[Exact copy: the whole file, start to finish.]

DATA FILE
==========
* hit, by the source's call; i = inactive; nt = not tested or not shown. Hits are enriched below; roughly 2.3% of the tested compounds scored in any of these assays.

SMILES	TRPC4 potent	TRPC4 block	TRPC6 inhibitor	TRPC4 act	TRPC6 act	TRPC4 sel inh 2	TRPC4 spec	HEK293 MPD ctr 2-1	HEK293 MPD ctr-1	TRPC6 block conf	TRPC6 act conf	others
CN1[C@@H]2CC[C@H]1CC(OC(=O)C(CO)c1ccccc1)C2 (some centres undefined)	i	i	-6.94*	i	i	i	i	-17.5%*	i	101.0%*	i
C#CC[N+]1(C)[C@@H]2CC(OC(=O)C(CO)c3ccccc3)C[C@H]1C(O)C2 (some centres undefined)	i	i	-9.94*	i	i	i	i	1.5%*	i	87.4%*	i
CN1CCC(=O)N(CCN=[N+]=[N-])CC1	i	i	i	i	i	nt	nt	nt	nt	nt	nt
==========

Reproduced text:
* hit, by the source's call; i = inactive; nt = not tested or not shown. Hits are enriched below; roughly 2.3% of the tested compounds scored in any of these assays.

SMILES	TRPC4 potent	TRPC4 block	TRPC6 inhibitor	TRPC4 act	TRPC6 act	TRPC4 sel inh 2	TRPC4 spec	HEK293 MPD ctr 2-1	HEK293 MPD ctr-1	TRPC6 block conf	TRPC6 act conf	others
CN1[C@@H]2CC[C@H]1CC(OC(=O)C(CO)c1ccccc1)C2 (some centres undefined)	i	i	-6.94*	i	i	i	i	-17.5%*	i	101.0%*	i
C#CC[N+]1(C)[C@@H]2CC(OC(=O)C(CO)c3ccccc3)C[C@H]1C(O)C2 (some centres undefined)	i	i	-9.94*	i	i	i	i	1.5%*	i	87.4%*	i
CN1CCC(=O)N(CCN=[N+]=[N-])CC1	i	i	i	i	i	nt	nt	nt	nt	nt	nt